Behaviour Change

PROPAGANDA FOR CHANGE is a project created by the students of Behaviour Change (ps359) and Professor Thomas Hills @thomhills at the Psychology Department of the University of Warwick. This work was supported by funding from Warwick's Institute for Advanced Teaching and Learning.

Wednesday, January 22, 2014

Liquid Gold

This is an advert from around two years ago for Kim Kardashian’s fragrance, Gold. Kim features in just about every gossip magazine money can buy, and is now a reality TV star, making her a household name and a known face. This advert therefore shows social modeling, with Kim being our source of social proof. There are many different fragrances out there, which creates uncertainty in which one to buy, so celebrities are brought in to show us the way as we’re more likely to copy behavior if the model is high in attractiveness, status, and power, all of which come with celebrity status (Bickman, 1971; Pratkanis, 2007).
Reigan and Kernan (1993) and Chaiken (1979) report that physically attractive people are more persuasive and are more effective sellers; leading to the conclusion that physical attractiveness sells. This tactic is being employed here, with Kim herself modeling the fragrance. Kim is quite attractive, and this is paired with her very low cut and revealing dress. Sherman and Quester (2005) found that adverts featuring more nudity increased positive attitudes and greater purchase intentions. Furthermore, whilst talking about Kim’s dress; it’s gold…as is the name of the fragrance. By the theory of association, when we think of gold, we think of wealth, and when we think of wealth we think of power, and who doesn’t want to be wealthy and powerful? We therefore associate ownership of the fragrance with wealth and power. Research by Smith & Engel (1968) supports this idea, with men rating a car as faster, more appealing, more expensive and better designed if it had an attractive female next to it. Lott & Lott (1965) report that if something you like is presented to you with another object, you want the other object as well by association.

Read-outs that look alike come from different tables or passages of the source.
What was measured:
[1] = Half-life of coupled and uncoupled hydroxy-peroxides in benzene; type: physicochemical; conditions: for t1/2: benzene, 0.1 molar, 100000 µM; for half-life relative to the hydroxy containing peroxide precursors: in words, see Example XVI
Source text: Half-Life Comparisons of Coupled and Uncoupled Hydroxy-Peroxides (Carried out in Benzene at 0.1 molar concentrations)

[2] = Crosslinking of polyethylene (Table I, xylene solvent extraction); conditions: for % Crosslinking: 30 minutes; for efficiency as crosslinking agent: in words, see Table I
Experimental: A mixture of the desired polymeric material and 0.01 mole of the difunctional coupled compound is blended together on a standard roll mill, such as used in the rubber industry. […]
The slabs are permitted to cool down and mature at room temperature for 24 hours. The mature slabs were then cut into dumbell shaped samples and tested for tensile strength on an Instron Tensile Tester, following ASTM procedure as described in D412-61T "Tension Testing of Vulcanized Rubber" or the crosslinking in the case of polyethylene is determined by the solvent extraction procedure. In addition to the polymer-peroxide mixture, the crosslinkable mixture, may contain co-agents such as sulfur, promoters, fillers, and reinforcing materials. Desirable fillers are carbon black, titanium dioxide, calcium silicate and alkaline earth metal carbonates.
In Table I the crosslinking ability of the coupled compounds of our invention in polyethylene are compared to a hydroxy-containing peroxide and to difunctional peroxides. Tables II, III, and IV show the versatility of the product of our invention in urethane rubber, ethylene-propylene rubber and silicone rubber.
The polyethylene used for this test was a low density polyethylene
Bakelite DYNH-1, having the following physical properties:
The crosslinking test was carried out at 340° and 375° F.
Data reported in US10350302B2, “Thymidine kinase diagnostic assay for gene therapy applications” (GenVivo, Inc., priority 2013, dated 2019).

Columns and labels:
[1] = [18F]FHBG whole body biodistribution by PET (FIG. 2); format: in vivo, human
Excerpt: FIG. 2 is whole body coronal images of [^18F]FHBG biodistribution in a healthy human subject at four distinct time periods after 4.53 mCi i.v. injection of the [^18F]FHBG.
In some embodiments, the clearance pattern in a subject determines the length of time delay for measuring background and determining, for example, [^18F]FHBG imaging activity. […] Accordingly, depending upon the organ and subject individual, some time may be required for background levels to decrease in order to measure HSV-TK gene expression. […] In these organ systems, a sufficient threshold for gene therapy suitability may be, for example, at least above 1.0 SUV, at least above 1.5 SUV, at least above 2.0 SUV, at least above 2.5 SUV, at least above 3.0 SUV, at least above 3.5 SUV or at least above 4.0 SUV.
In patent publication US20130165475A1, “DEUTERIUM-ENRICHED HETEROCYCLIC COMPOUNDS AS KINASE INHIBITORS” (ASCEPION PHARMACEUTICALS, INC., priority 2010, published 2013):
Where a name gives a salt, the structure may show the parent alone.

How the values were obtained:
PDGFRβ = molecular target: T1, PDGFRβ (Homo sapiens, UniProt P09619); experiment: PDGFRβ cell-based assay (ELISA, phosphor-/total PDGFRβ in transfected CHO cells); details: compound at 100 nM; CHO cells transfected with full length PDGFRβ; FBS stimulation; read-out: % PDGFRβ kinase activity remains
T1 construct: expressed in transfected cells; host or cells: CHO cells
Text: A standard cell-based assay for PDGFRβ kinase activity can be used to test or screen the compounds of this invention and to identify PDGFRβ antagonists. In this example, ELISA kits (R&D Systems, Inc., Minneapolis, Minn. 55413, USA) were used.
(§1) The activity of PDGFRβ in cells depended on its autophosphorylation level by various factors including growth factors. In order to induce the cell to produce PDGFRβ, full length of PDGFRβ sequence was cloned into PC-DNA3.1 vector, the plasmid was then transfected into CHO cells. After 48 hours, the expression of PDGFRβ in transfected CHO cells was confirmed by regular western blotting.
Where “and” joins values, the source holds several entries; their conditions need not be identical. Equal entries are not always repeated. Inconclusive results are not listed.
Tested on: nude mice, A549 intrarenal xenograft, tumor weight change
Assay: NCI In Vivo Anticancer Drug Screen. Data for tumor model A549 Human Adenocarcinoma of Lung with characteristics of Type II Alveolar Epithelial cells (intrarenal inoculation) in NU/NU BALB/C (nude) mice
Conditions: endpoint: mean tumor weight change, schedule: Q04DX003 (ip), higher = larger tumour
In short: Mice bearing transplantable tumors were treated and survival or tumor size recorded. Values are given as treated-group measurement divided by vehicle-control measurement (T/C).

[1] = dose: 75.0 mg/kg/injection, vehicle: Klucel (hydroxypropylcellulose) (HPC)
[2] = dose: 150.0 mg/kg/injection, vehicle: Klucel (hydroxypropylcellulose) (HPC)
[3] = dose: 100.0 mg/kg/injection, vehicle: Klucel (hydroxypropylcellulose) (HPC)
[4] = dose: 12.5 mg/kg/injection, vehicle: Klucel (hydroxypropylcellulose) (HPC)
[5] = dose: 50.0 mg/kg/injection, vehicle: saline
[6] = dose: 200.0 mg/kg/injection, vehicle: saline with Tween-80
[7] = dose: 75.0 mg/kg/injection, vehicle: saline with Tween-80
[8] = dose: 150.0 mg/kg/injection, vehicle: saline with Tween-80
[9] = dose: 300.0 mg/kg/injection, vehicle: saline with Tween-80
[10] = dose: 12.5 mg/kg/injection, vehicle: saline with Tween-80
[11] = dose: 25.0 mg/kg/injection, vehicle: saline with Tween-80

So this advert uses physical attractiveness, association, nudity, and social modelling as the main methods of persuasion, with Kim’s face and cleavage dominating the frame. Whilst these have individually all been found to be persuasive techniques, it’s a slightly different story when a celebrity is marketing a product that is their own creation. Perhaps a large contributing factor here is simply how much you like Kim Kardashian.

Bickman, L. (1971). The effect of social status on the honesty of others. The Journal of Social Psychology, 85, 87-92.

Chaiken, S. (1979). Communicator physical attractiveness and persuasion. Journal of Personality and Social Psychology, 37, 1387-1397.

Lott, A. J., & Lott, B. E. (1965). Group cohesiveness as interpersonal attraction: A review of relationships with antecedent and variables. Psychological Bulletin, 64, 259-309.

Pratkanis, A. R. (2007). Social influence analysis: An index of tactics. The science of social influence: Advances and future progress, 17-82.

Reingen, P. H., & Kernan, J. B. (1993). Social perception and interpersonal influence: Some consequences of the physical attractiveness stereotype in a personal selling setting. Journal of Consumer Psychology, 2, 25-38.

Sherman, C., & Quester, P. (2005). The influence of product/nudity congruence on advertising effectiveness. Journal of Promotion Management, 11, 61-89.

Smith, G. H., & Engel, R. (1968). Influence of a female model on perceived characteristics of an automobile. In Proceedings of the 76th Annual Convention of the American Psychological Association (Vol. 3, pp. 681-682). Van Nostrand.

Felicity Ang

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